Premier League brings in GDS to banish ghost goals

Goal-line technology to make domestic debut on Sunday but Arsene Wenger is yet to be convinced

After a summer of DRS, get ready for GDS. But while the Arsenal manager Arsène Wenger was slightly sceptical at the Premier League’s official launch of the new Goal Decision System at the Emirates Stadium yesterday, officials are confident that there will be none of the controversies that have characterised the Ashes series.

Based on a system that has been in development by Hawk-Eye creator Paul Hawkins since 2006, GDS will make its official debut in Sunday’s FA Community Shield between Manchester United and Wigan at Wembley. Seven dedicated high-resolution cameras capable of operating at 320 frames per second will focus on each goalmouth. Referees receive a signal within less than a second via specially-designed watches and an earpiece to indicate whether the whole of the ball has crossed the line.

“What we are dealing with here is a matter of fact, whether the ball is over the line or not,” said Premier League referee Anthony Taylor, who helped to demonstrate the new system on the Emirates pitch with the Arsenal goalkeeper, Wojciech Szczesny. “The speed of the game makes it impossible to be in line for every decision. Hopefully it will make life easier for referees.”

The equipment costs £250,000 to  install at every top-flight ground and clubs will be asked to foot the bill themselves. Yet even though Premier chief executive Richard Scudamore and FA general secretary Alex Horne are convinced it is 100 per cent foolproof, Wenger – making an impromptu  appearance at the launch – raised the possibility of a potential grey area.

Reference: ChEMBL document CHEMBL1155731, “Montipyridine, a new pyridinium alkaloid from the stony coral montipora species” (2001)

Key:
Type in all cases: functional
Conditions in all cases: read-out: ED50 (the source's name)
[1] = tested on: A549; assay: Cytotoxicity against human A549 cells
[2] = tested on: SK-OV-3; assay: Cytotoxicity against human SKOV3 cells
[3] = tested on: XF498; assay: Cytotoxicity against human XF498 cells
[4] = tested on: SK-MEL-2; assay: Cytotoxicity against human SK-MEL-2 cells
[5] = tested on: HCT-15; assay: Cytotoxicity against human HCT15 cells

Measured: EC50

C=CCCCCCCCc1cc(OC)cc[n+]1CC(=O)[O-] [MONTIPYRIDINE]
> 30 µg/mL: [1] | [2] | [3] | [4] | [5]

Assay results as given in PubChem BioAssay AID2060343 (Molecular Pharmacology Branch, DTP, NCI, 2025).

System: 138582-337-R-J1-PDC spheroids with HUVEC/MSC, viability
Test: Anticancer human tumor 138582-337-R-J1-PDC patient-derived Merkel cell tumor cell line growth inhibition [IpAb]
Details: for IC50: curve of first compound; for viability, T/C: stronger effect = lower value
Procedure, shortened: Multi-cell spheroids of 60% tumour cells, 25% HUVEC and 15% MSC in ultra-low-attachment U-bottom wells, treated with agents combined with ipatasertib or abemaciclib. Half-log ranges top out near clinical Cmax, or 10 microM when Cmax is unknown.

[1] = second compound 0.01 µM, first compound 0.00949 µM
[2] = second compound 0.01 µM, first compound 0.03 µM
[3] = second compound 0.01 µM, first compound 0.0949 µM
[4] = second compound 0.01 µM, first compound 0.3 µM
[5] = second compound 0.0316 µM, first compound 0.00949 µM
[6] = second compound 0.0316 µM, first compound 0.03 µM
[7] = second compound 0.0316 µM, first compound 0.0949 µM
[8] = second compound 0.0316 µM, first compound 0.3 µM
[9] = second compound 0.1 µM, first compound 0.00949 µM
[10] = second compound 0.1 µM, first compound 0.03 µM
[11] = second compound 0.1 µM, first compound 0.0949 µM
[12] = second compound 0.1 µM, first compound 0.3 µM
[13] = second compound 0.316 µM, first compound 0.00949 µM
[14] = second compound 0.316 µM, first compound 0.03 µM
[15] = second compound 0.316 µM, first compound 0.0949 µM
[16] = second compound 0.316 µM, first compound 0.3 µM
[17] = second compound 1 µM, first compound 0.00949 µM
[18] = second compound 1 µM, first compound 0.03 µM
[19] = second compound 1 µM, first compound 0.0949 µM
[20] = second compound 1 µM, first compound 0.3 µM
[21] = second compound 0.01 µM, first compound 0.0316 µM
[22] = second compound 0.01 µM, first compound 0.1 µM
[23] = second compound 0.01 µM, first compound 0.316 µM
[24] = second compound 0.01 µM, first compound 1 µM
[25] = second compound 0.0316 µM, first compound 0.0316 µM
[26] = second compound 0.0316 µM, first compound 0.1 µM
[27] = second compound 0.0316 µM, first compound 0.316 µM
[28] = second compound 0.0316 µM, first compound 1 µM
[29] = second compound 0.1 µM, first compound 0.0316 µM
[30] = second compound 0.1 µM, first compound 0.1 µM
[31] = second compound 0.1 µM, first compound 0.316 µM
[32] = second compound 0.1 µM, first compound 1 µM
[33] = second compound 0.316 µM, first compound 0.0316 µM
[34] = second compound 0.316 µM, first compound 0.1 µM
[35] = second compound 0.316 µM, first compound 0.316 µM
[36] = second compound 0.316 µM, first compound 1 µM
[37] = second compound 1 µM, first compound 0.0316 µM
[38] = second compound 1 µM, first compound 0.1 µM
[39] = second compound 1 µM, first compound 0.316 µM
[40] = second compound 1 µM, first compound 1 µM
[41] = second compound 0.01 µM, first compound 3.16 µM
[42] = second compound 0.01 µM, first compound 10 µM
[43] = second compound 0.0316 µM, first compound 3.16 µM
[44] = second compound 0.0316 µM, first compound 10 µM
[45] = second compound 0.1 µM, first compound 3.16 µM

“My worry is where the ball goes over the line, then comes back, and then there is a foul on the defender. How does the referee, who blows for the foul, know it has not been after the ball went in? I suppose it’s the same as when the ball is out of play from a cross and then there’s a foul. But what matters is getting the decision right – anything is better than the ball going in and the goal not being given,” he said.

Referees will conduct their own trial of the system at Villa Park on Monday which they hope will iron out any  potential teething problems. GDS was first used during a friendly between England and Belgium last year having been initially rejected by Fifa. Frank Lampard’s disallowed goal for England against Germany at the 2010 World Cup prompted a change of attitude, although German firm GoalControl will supply the goal-line technology at next year’s tournament in Brazil.

Hawk-Eye has also been developing an instant-replay system to rule on  issues such as offside, which has just begun a two-year trial in the Dutch Eredivisie, but Scudamore does not  expect football’s first foray into the technological world to go much further. 

“This is a factual decision that we think lends itself to technology,” he said. “It becomes a more difficult discussion when you start to deal with subjectivity – and there is subjectivity about offside. I’m not so sure that is as cut as dried as GDS so I don’t want to look too far ahead. What is important is that we get these decisions right.”

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